Java Singleton design pattern tutorial.

Java Singleton design pattern is one of the design pattern that governs the instantiation of an object in Java. This design pattern suggest that only one instance of a Singleton object is created by the JVM. This pattern is useful when exactly one object is needed to coordinate actions across the system. Also it can be generalized to restrict the objects to certain number of instances like say 5 objects only. Related: Free Design Pattern Reference Card

Class diagram of Singleton class

Following is the class diagram of a singleton class. The constructor is kept private to avoid normal instantiation of objects and all the instantiations are done only through getInstance() method.

How the Singleton pattern works?

Following is the source of simple class that follows singleton pattern.
public class SimpleSingleton {
	private static SimpleSingleton INSTANCE = new SimpleSingleton();
	
	//Marking default constructor private 
	//to avoid direct instantiation.
	private SimpleSingleton() {
	}

	//Get instance for class SimpleSingleton
	public static SimpleSingleton getInstance() {
		return INSTANCE;
	}
}
In above code snippet, we have declared a static object reference to SimpleSingleton class called INSTANCE and is returned every time getInstance() is called. In this design, the object will be instantiate when the class will be loaded and before the method getInstance() is being called. Demand loading (lazy loading) also called initialization on demand holder idiom is not seen in this implementation. We can change this code to add lazy init (Instantiate only when first time getInstance() is called) into this. Following is the code snippet for that.
public class SimpleSingleton {
	private SimpleSingleton singleInstance = null;
	
	//Marking default constructor private 
	//to avoid direct instantiation.
	private SimpleSingleton() {
	}

	//Get instance for class SimpleSingleton
	public static SimpleSingleton getInstance() {
	
		if(null == singleInstance) {
			singleInstance = new SimpleSingleton();
		}
	
		return singleInstance;
	}
}

Do you need Singleton pattern?

Singletons are useful only when you need one instance of a class and it is undesirable to have more than one instance of a class. When designing a system, you usually want to control how an object is used and prevent users (including yourself) from making copies of it or creating new instances. For example, you can use it to create a connection pool. It’s not wise to create a new connection every time a program needs to write something to a database; instead, a connection or a set of connections that are already a pool can be instantiated using the Singleton pattern. The Singleton pattern is often used in conjunction with the factory method pattern to create a systemwide resource whose specific type is not known to the code that uses it. An example of using these two patterns together is the Abstract Windowing Toolkit (AWT). In GUI applications, you often need only one instance of a graphical element per application instance, like the Print dialog box or the OK button.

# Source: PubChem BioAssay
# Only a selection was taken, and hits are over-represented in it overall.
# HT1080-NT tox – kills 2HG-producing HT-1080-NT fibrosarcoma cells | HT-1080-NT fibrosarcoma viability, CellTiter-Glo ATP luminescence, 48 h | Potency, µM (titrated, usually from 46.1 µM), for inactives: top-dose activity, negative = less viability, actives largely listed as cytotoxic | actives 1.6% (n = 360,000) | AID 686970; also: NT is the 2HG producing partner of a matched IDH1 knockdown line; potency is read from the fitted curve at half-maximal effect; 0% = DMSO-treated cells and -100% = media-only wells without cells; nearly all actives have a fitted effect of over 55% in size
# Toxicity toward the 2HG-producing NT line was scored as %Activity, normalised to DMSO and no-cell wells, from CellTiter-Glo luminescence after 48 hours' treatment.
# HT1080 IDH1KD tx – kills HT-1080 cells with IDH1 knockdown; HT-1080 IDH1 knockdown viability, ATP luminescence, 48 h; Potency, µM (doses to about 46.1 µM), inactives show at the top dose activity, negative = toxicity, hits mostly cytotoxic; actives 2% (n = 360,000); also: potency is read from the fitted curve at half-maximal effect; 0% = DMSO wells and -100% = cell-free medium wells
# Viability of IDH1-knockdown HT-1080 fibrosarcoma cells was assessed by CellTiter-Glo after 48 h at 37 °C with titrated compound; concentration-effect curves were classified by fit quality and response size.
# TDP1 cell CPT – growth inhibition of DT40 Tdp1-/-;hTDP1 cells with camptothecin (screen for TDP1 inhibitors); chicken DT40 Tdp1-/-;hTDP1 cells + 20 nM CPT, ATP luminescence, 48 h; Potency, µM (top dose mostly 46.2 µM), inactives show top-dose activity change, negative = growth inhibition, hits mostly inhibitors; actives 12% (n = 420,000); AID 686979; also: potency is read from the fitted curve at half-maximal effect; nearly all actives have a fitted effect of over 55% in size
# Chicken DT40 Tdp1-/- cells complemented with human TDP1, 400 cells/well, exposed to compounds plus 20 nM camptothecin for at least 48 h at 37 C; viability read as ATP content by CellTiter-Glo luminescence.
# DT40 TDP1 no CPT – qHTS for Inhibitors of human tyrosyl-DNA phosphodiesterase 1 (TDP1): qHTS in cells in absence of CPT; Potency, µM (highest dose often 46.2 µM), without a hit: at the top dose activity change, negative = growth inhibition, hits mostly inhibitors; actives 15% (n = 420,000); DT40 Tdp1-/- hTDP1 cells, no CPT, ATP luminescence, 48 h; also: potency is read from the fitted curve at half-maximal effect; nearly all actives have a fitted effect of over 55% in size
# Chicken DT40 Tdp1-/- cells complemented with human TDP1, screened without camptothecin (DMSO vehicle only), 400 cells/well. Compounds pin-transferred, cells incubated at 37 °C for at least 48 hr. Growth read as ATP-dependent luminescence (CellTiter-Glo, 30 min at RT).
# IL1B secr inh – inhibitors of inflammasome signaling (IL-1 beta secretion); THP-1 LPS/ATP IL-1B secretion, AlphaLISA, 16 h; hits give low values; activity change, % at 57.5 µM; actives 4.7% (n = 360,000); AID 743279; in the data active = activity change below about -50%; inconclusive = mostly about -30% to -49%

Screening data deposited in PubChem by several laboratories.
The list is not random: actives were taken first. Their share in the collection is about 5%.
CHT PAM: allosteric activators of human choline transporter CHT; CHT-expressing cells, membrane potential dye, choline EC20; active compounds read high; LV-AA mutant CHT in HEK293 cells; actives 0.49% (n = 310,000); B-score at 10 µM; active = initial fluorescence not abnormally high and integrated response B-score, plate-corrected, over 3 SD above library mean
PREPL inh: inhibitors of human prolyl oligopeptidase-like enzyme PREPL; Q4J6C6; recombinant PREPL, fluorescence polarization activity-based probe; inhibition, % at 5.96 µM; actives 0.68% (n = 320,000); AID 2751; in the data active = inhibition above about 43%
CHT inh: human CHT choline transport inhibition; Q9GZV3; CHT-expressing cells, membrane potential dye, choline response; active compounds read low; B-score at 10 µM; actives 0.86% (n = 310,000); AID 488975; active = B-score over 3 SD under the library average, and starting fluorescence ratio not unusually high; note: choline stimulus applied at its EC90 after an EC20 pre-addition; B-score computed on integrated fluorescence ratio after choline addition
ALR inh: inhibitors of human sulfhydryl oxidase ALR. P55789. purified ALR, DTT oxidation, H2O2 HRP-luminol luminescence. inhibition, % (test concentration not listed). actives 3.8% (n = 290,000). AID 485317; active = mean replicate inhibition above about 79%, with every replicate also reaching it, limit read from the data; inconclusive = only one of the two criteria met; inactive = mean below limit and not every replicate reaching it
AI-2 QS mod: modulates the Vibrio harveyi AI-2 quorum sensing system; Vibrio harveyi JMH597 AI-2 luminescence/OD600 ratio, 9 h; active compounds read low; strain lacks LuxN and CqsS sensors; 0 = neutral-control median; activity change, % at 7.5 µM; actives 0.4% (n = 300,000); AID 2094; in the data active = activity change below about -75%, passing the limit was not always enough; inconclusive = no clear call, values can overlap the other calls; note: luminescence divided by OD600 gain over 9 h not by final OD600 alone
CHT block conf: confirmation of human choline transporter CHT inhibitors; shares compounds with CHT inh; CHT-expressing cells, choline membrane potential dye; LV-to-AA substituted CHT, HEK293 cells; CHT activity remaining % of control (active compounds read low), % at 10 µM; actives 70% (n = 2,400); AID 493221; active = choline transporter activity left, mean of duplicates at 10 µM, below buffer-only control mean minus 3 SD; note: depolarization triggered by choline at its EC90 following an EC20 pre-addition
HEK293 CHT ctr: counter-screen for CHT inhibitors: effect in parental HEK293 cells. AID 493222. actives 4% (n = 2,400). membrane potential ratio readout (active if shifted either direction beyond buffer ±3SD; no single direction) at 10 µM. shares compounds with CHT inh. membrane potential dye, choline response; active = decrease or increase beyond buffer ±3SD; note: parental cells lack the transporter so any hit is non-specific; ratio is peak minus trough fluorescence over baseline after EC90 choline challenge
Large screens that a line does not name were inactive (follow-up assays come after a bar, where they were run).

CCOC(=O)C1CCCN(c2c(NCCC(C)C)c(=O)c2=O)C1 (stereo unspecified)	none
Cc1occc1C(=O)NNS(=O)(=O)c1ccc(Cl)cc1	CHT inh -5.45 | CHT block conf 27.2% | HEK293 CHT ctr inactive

Problems with Singletons

A simple design pattern like Singleton also has few problem:

Construct in a multi-thread environment

It may happen that in a multi-threaded environment two or more threads enter the method getInstance() at the same time when Singleton instance is not created, resulting into simultaneous creation of two objects. Such problems can be avoided by defining getInstance() method synchronized.
public static synchronized SimpleSingleton getInstance() { }

Cloning can spoil the game

Although we have taken enough precaution to make the Singleton object work as singleton, Cloning the object can still copy it and result into duplicate object. The clone of the singleton object can be constructed using clone() method of the object. Hence it is advisable to overload clone() method of Object class and throw CloneNotSupportedException exception.
public Object clone() throws CloneNotSupportedException {

      throw new CloneNotSupportedException();

}
The Singleton pattern is widely used and has proved its usability in designing software. Although the pattern is not specific to Java, it has become a classic in Java programming.
Get our Articles via Email. Enter your email address.

You may also like...

19 Comments

  1. sud says:

    Singletons lead to hard to test systems. Read the following post and similar post by Misko Hevery for some insight?

    http://misko.hevery.com/2008/08/25/root-cause-of-singletons/

  2. Himanshu says:

    is it advisable to inherit a SingleTon Class..?

    • Muhammed Nuzli says:

      yes Himanshu, you can inherit the singleton class because the class is public. if it is final you cannot inherit any classes ok.
      Thanking you.

    • om says:

      This can be inherited but then the accessibilty of constructor should be made protected.And if we make the constructor protected then class can be extended by other class.
      But by making the constructor protected the singleton design is lost.

  3. Viral Patel says:

    Hi Himanshu,